Well, you can’t, really. I get a lot more requests to recommend bank issues, good solid Canajun banks, none of this insurance or utility garbage, on the grounds of “safety”, than I get requests to comment on risk factors particularly applicable to bank issues.

All you can do is make your own assessment of risk and your own assessment of reward, feed all your analysis into the sausage-making machine, hope you’ve made fewer analytical errors than other market participants and that the world doesn’t change to such a degree that analysis was useless anyway. Which isn’t, perhaps, the most detailed advice I have ever given, but it’s the best I can do.

Final Dividend Calculation Questions

Friday, August 30th, 2013

I have received not just one, but two separate inquiries about the calculation of a final dividend lately, so I’ll publish this note to assist those who are too shy to eMail me…

For those unwilling to plough through the following (cough, cough), final dividend calculation may be summarized as:

  • Dividends are paid for a specific period
  • This period usually, but not always, is up to and including the payment date.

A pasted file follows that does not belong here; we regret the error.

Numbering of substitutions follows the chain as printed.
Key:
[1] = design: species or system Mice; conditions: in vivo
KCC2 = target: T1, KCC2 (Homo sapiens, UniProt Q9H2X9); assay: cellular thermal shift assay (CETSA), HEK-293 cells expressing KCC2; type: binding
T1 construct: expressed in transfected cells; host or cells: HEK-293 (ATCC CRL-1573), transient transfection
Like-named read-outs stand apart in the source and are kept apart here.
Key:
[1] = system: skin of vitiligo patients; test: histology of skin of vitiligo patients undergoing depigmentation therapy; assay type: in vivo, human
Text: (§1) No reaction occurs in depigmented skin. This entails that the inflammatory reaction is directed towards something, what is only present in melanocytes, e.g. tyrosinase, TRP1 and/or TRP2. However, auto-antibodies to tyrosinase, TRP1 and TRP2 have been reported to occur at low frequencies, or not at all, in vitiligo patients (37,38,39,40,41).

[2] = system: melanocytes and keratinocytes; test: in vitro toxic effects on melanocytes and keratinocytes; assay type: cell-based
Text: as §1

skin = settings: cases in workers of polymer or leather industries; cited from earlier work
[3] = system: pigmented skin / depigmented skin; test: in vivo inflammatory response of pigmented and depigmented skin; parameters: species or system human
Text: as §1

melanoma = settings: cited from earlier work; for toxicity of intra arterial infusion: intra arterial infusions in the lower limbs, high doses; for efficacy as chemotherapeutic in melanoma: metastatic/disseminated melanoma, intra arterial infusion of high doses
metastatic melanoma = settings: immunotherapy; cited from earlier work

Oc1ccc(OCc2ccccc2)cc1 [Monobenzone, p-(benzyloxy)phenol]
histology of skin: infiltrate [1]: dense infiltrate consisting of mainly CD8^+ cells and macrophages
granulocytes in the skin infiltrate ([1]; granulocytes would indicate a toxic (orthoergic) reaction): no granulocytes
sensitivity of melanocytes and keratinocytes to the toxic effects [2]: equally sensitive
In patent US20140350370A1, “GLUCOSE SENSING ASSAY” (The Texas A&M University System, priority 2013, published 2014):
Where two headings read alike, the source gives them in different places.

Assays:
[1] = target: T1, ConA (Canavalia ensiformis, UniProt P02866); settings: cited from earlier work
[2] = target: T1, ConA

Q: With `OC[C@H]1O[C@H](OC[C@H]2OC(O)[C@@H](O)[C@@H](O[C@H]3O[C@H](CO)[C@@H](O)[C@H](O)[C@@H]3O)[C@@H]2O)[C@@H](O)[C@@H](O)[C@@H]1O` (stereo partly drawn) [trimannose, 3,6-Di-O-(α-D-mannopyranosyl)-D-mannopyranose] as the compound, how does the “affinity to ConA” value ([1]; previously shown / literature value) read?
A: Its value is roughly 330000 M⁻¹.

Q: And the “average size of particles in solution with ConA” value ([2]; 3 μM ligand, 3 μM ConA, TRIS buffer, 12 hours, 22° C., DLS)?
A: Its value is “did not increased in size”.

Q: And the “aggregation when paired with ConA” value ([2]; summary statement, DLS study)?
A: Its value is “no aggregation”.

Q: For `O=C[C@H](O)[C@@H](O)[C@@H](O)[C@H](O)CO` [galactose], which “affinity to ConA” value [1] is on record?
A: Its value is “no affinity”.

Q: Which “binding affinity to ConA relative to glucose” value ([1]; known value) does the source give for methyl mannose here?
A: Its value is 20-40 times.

• Ex-date and record date have nothing to do with it – at least, not in any instances of which I am aware
  • For an explanation of the dates, read my essay Dividends and ex-Dates
  • To determine the periods over which dividend payments are earned, read the prospectus with respect to the first dividend … the prospectus will generally include some statement along the lines of: “The first dividend will be paid on XXXX, and will be for $YYY per share, assuming that the issue closes on ZZZZ”. The fraction of a year between XXXX and ZZZZ will generally, but not always be equal to the fraction of the annual dividend paid on ZZZZ.

So, the first inquiry was sent by Assiduous Reader KB:

I wonder if you could clear up a question I have about Fixed Reset shares.

I was reading this months PrefLetter and was a bit confused by a yield calculation, so I went to the prospectus of some Fixed-Reset shares I own.

Both bank fixed-resets (RY.PR.P and TD.PR.K) are worded a particular way that concerns me, yet two non-bank fixed-resets MFC.PR.D and BAM.PR.P) are worded differently.

The bank fixed-resets state that dividends are paid every quarter, but excludes the initial rate on the last dividend for the final reset/call date? (see the pertinent prospectus excerpt reprint below.)

The non-bank fixed-resets include the initial rate on the last dividend for the final reset/call date? (see the pertinent prospectus excerpt reprint below.)

Question: Are the banks indicating that the dividend on the reset/call date (if reset) will be at the new dividend rate, and (if called) will be at the old dividend rate, yet the non-banks pay the old dividend rate on the reset/call dates regardless if called or reset?